Article – Annemarie Thorby
Days Three and Four of the Operation 8 Trial by Annemarie Thorby Day Three On Wednesday the cross-examination by the defence of Detective Inspector Jago took place, followed by three other police officers giving evidence. The previous day Jago had given evidence …Days Three and Four of the Operation 8 Trial
by Annemarie Thorby
On Wednesday the cross-examination by the defence of Detective Inspector Jago took place, followed by three other police officers giving evidence.
The previous day Jago had given evidence that he was the officer responsible for placing cameras in te Urewera during 2006 and 2007 as part of Operation 8.
He made approximately 25 trips to the area over that time.
One of the first questions asked by Tame Iti’s lawyer, Russell Fairbrother, was from which direction Jago had approached a wharenui and wharekai in the hills by Ruatoki.
Jago responded that he could not answer that question as it ‘could compromise operational methods and numbers involved.’
He also declined to say how many police were involved in planting the cameras.
Justice Hansen, said he would not allow the witness to refuse to answer questions and the jury was asked to leave the court room while a legal argument took place.
When the jury returned, Jago answered the question and confirmed that he approached the two buildings from the Waimana area.
Mr Fairbrother also asked Jago if he was aware of the Confiscation Line, and if he knew what it meant.
He also gave Jago a copy of Judith Binny’s book, ‘Encircled Land’, opened to a map of the Confiscation Line.
Jago said the police made ‘no conscious decision’ to put the camera on the Confiscation Line and that he had not familiarised himself with the history of Tuhoe during the Operation.
Mr Fairbrother also asked if Jago was aware that the Air Training Corps and the Territorials carried out military training manoeuvres with guns.
He then asked if there was any prospect that the ATC would go to war.
Jago said that he ‘would not expect school children to go to war.’
Mr Fairbrother also asked Jago if he knew many employment opportunities around the Ruatoki area.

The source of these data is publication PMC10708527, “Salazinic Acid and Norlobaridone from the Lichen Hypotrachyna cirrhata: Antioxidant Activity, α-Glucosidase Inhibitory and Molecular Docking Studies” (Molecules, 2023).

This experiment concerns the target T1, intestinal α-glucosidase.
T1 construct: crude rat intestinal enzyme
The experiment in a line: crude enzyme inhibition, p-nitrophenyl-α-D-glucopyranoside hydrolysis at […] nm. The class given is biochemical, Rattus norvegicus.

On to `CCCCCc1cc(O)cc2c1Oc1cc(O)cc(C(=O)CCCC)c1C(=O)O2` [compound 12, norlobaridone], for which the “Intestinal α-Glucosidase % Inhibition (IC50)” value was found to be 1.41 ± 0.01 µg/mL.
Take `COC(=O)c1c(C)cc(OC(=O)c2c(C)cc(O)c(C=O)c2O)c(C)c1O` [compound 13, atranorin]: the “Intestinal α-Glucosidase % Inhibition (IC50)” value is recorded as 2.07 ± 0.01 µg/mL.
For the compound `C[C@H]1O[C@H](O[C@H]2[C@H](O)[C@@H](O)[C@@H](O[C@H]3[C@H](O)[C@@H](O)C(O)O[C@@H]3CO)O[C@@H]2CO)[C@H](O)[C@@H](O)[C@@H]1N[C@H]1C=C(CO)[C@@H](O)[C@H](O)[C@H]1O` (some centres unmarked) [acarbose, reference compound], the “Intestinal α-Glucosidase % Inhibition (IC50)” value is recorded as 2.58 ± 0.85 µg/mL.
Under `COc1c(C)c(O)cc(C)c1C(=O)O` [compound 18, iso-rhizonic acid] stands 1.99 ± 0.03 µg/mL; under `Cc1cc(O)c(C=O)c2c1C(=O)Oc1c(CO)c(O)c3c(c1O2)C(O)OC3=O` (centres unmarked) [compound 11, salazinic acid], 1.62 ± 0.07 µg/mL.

Jago said he thought work was available in farming and forestry. When asked if he had seen much employment during his visits around the area, he said ‘he had not’.
In answer to Mr Fairbrother, he also said he believed Ruatoki was not isolated or remote.
Emily Bailey’s lawyer, Val Nesbit, asked Jago about the actual wharenui and wharekai he had mentioned whilst giving evidence. He asked Jago if the buildings looked well-used, Jago confirmed that they did.
There were questions about an oven found by police that they alleged had on one side the outline of a human body painted on it, with a picture of a rabbit on another side. It is alleged that Molotov cocktails had been thrown at the oven.
Detective Myles Horsnell was the next officer to take the stand.
He gave evidence that he had followed Te Rangikaiwhiria Kemara around Auckland and he also confirmed that a number of SMS texts had been sent between Tame Iti and Tuhoe Lambert (the defendant who died last year).
Only one defence lawyer, Russell Fairbrother, cross-examined Horsnell and that was to ask Horsnell how he knew that Tame Iti had been one of the texters.
Horsnell responded that it had been information passed onto him by other members of Operation 8.
The middle of the afternoon was taken up with evidence from two other police officers, both members of the Special Tactics Group (STG) and both had name suppression. They talked extensively about the noise of gun shots they had heard whilst placing motion detector cameras and sensors in the bush near the Paekoa track area in November 2006 and January 2007.
The day concluded with approximately 18 minutes worth of video evidence taken in January 2007. It covered several days and showed people moving through the bush and at one stage eating lunch.
Day Four – Adjourned Early
The trial of the four remaining people standing trial as a result of police ‘Operation 8’ was adjourned early on Thursday.
One of the accused, Urs Signer, is sick and a medical certificate was presented to the court.
The judge apologised to the jury but the evidence of one witness was heard.
The judge explained that the general rule is that the accused person is allowed to be present for trial, but in this case the defendant, Urs Signer, had given permission for one Crown witness to give evidence whilst he was absent.
The witness, Kevin Wallace, a former police officer who had been involved in Operation 8, was in the stand for less than half an hour.
His evidence was that he had followed a car from Auckland to White Pine Bush near Whakatane. In the car was Te Rangikaiwhiria Kemara and two others.
Just prior to Tauranga, at Te Puna, the vehicle stopped at the BP station there. The two passengers (People arrested during Operation 8 but who subsequently had all charges withdrawn) went into the supermarket attached to the station. After the passengers returned the car then drove on to White Pine Bush and stopped there.
The three people hopped out of the car and Wallace said it looked like they then got ‘bags and stuff’ out of the boot.
Wallace then concluded his surveillance of the car.
Defence did not cross-examine and the court was adjourned until 10am Friday 17th February.
Annemarie Thorby is a teacher activist and freelance writer accredited to cover the Operation 8 trial for Scoop.co.nz